The TSU art department is the only university art program in the country that has mural painting as a required course.

Dr. Alvia Wardlaw, curator of the University Museum, said that both Simms and Biggers constantly asked their students questions centering on “What does that mean?” She recalled that both were wonderful storytellers.

The audience was treated to a conversation with the artist’s wife, Hazel Biggers. She told the story of Biggers being denounced by one of his students as a “communist.” She said he could not get a passport to travel out of the country because of this. He was called before the House Un-American Activities Committee in 1956 and was subsequently cleared. He and Mrs. Biggers travelled to Africa in 1957 and this was apparently a life changing experience for both of them. According to Mrs. Biggers, the conclusion of the HUAC, which was conducted in Houston, was that the great artist was a “good old boy from North Carolina and those Yankees messed up his mind.”

Biggers continued his activism after these experiences and when the Houston Police Department invaded the TSU campus in 1967, he and his wife provided shelter to injured students in their home in the Third Ward. He also worked to form a committee to investigate the police actions on campus. He worked tirelessly to defend the beautiful murals done by TSU art students which can be seen in Hannah Hall, the main administration building on the TSU campus. There is a major effort underway to have the building and murals which reflect the civil rights struggles of the 50s, 60s and 70s in Houston declared a National Historical Site. There is also an effort to start restoring and preserving the murals since they are starting to deteriorate.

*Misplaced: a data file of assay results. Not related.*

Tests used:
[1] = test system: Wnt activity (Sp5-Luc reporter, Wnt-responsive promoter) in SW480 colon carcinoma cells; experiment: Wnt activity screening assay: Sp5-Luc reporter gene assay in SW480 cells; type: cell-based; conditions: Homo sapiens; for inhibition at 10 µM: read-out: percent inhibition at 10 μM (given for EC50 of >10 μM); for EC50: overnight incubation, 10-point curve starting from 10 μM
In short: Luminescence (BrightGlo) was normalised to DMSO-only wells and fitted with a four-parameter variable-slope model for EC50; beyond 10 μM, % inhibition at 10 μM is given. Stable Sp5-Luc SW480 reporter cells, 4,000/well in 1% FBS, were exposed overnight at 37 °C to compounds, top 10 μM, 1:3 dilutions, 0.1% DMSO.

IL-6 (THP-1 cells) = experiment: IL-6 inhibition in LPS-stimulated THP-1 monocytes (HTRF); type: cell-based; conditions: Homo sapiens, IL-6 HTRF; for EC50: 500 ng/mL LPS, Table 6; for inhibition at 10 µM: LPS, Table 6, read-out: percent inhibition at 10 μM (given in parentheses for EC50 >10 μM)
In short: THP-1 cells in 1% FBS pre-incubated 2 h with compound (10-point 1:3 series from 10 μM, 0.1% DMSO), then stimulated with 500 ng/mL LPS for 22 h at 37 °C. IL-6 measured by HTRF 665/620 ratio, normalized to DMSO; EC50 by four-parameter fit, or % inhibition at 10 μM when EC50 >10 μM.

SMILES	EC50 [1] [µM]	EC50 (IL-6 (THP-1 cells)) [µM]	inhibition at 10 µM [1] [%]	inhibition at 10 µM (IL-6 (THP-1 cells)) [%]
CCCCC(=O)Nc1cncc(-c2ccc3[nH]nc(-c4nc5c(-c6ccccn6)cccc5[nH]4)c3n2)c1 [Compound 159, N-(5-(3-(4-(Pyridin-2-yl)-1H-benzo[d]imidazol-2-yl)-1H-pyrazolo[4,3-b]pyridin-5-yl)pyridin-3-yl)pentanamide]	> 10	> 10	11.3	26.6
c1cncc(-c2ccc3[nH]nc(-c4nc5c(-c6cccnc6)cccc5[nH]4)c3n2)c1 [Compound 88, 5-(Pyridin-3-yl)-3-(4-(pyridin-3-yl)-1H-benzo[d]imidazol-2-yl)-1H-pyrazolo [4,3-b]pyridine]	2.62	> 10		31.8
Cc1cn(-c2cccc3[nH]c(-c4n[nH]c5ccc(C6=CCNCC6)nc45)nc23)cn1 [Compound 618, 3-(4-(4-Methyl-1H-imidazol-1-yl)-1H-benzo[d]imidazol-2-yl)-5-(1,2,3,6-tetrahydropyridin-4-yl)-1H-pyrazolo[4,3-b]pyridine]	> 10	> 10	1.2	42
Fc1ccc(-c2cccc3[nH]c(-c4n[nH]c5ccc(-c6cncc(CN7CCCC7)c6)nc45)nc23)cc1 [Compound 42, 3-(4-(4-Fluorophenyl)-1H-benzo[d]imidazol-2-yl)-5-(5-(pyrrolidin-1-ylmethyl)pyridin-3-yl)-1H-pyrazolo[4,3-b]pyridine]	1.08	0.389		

Mrs. Biggers said her deceased husband’s legacy was “respect for women…hard work…and if it’s important, do it and do it well and do it every day.”

Photo: Hazel Biggers, left, and Alvia Wardlaw, Ph.D., curator of the University Museum. Paul Hill/PW

UCUBED: The Machinists’ Website for the Unemployed
worker | April 26, 2010 | 11:44 pm | Labor | 1 Comment

As there are 31 million unemployed workers currently in the United States, the International Association of Machinists has launched a website to organize the unemployed as a force for creating jobs. The Machinists are also spearheading a campaign to demand Congress expand the Food Stamp program by expanding the income requirement threshold for food stamp eligibility to include the jobless and increase the maximum allotted benefit amount. Take action now!

Justice Bus Rolls to Stop Wage Theft
worker | April 17, 2010 | 12:08 am | Economy | Comments closed

By James Thompson, via People’s World

HOUSTON — The Houston Interfaith Worker Justice Center assembled a group of 30 labor activists to ride the Justice Bus here to bring attention to wage theft. The Houston action was one of 30 taking place around the country as part of Nov. 19 national day of action to stop wage theft. Wage theft is a national crime wave that takes billions of dollars out of the pockets of millions of workers every year.

The group was ethnically diverse, included men and women representing a number of organizations to include HIWJ, SEIU, Justice for Janitors, United Steelworkers, United Auto Workers, Marine Engineers Beneficial Association, St. Stephen’s Episcopal Church, Houston Mennonite Church, CRECEN, and AFL-CIO of Harris County.

The first stop was at Sugar Branch Condominiums in Southwest Houston. HIWJ has been trying since September to recover $2,500 in unpaid wages owed three landscaping workers. They have not been paid since April. The workers were pressured to return to work after they stopped working when they were not paid. They returned to work, but still were not paid and were given repeated promises that they would be paid “tomorrow.” Today a delegation met with the president of the Homeowners’ Association and requested that the workers be paid. She denied responsibility and was very upset and shut the door on the delegation. She told the delegation to contact the association’s attorneys.

It seemed ironic that the people in management at these condominiums would rather pay an attorney than the workers that had provided a needed service, the Justice Bus riders commented. “It would probably be cheaper to pay the workers than the attorneys,” said one activist.